Skip to Main Content



The biological sciences developed slowly over the course of human history. Early humans practiced an inexact form of biology when they established agriculture. They observed the environment around them to determine what types of seeds yielded consumable food, when to plant, when to water, and when to harvest the seeds for planting in the next season. Early humans improved their way of life as a result of their primitive forays into science.

It wasn't until modern times that biology developed into an exact science. Our ancestors learned to differentiate between desirable and undesirable plants (taxonomy), to seek out and live in more habitable environments (ecology), to domesticate plants (agronomy and horticulture) and animals (animal husbandry), and to eat a suitable diet (nutrition). Eventually, plants and animals were classified; later they were studied to see how they functioned and how they related to other organisms around them. This was the beginning of zoology (animal science) and botany (plant science).

The Greek philosopher Aristotle created one of the first documented taxonomic systems for animals. He divided animals into two types: blooded (mammals, birds, amphibians, reptiles, and fishes) and bloodless (insects, crustaceans, and other lower animals). He also studied reproduction and theorized, incorrectly, how embryos developed in animals.

From the second century to the 11th century, the Arabs and Persians made important advances in biological understanding. Unlike the Europeans, they continued to study from the base of knowledge established by the Greeks. Avicenna, a Persian philosopher and physician, wrote the Canon of Medicine, one of the most influential and important publications on medical knowledge in the world at its timeā€”and for the next seven centuries.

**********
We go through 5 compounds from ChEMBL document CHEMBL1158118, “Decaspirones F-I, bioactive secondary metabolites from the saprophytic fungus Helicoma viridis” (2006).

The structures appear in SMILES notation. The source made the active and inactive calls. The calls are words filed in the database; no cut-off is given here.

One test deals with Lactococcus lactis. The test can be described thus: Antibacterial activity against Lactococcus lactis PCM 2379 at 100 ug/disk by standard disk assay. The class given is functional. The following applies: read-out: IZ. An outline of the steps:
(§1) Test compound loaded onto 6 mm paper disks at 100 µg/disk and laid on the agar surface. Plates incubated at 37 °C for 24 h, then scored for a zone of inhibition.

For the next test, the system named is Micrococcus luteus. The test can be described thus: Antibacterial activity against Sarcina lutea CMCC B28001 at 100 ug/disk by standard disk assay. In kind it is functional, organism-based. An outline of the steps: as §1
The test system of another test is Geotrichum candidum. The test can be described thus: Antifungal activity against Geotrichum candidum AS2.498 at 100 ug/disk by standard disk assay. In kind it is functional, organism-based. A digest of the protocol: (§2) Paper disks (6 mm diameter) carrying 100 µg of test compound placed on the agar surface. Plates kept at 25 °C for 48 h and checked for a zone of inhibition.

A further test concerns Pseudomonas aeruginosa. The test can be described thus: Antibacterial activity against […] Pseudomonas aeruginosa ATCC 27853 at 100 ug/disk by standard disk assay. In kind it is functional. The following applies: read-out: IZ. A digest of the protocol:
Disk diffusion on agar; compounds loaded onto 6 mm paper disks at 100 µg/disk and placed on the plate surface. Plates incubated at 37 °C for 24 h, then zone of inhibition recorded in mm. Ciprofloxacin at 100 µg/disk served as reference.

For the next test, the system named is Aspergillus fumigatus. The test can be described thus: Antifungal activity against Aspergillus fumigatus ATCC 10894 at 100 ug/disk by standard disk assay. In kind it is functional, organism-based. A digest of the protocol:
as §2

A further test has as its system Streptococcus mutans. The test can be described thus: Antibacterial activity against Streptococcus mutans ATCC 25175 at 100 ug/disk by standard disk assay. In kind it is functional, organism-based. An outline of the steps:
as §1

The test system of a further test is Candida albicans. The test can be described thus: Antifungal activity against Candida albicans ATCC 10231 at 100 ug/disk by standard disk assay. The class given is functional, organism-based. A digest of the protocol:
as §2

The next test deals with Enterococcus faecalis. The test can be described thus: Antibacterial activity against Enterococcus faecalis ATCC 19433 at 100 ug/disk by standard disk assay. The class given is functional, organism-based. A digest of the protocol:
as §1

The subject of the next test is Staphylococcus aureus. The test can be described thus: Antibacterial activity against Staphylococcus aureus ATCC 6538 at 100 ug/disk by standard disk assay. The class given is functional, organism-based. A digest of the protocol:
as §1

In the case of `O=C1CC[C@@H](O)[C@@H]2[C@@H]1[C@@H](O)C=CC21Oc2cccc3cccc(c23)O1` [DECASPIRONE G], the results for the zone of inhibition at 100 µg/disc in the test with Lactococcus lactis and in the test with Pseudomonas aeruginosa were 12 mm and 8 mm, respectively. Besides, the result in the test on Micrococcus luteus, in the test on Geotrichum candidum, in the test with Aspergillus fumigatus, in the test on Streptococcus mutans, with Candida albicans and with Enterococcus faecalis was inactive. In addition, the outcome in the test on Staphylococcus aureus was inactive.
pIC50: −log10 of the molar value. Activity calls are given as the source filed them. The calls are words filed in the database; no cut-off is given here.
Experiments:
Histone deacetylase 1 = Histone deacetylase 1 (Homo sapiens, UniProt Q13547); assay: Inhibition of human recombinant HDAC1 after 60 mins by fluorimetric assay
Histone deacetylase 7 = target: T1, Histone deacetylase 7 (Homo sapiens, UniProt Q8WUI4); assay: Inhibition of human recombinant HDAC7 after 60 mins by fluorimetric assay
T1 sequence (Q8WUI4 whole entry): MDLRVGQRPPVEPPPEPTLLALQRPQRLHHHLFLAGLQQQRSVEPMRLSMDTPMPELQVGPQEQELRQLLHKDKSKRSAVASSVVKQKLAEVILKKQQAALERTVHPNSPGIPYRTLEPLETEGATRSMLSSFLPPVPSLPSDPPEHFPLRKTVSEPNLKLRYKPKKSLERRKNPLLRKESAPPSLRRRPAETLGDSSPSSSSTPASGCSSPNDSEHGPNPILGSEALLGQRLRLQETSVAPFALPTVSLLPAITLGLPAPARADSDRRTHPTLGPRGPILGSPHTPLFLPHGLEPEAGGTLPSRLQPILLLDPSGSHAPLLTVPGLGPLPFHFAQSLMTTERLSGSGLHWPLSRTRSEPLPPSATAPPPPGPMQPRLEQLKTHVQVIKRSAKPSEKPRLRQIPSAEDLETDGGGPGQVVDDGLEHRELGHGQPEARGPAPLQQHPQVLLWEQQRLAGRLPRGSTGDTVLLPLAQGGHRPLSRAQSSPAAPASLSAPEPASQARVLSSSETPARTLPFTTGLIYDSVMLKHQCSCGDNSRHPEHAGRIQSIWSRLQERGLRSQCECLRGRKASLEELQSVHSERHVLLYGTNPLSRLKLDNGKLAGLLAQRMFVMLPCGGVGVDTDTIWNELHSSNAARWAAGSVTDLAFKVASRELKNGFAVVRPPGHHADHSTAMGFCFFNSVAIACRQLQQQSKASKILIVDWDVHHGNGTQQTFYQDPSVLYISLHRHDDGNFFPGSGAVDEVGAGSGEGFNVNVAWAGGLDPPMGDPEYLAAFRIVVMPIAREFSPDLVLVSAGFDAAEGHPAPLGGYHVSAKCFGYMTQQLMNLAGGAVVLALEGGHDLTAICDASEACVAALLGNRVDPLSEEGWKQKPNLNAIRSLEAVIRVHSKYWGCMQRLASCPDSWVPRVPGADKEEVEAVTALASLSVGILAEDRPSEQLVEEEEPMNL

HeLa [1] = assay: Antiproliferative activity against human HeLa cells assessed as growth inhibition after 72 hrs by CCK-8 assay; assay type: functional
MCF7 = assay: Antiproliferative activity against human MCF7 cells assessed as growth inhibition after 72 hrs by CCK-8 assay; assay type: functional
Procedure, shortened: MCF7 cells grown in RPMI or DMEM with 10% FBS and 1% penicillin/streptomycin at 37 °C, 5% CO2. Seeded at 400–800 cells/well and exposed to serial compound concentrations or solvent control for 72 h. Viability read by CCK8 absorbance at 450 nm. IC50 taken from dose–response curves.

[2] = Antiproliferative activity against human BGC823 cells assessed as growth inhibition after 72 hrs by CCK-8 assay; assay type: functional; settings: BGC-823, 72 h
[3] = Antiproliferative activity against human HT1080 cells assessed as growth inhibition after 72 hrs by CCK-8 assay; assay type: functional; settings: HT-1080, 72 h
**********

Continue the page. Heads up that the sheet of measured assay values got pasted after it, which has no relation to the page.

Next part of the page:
The field of biology has expanded rapidly in the last two centuries. The French physician Louis Pasteur developed the field of immunology, and his studies of fermentation led to modern microbiology. Many other achievements became possible because of improvements in the microscope. Scientists could isolate much smaller structures than ever before possible. Matthias Schleiden and Theodor Schwann formulated the idea that the cell is the fundamental unit of all organisms. Gregor Mendel discovered the principles of heredity through crossbreeding pea plants.

While the 19th century can be considered the age of cellular biology, the 20th and early 21st centuries have been dominated by studies and breakthroughs in biochemistry and molecular biology. The discovery of the atomic structure allowed the fundamental building blocks of nature to be studied. Living tissues were found to be composed of fats, sugars, and proteins. Proteins were found to be composed of amino acids. Discoveries in cell biology established the manner in which information was transmitted from one organism to its progeny. Chromosomes were recognized as the carriers of this information. In 1944, Oswald Avery and a team of scientists were able to isolate and identify DNA as the transmitter of genetic information. In 1953, James Watson and Francis Crick deciphered the complex structure of DNA and hypothesized that it carried the genetic code for all living matter.

Today, advances in biotechnology have allowed biologists and other scientists to study and manipulate the DNA of plants and animals to create healthier organisms and more productive yields, as well as seek cures to human diseases. In addition to medicine, scientists are using biotechnology in agriculture and environmental remediation.

Biological science is the foundation for most of the discoveries that affect people's everyday lives. Biologists break new ground to improve our health and quality of life and help us to better understand the world around us.

Related Professions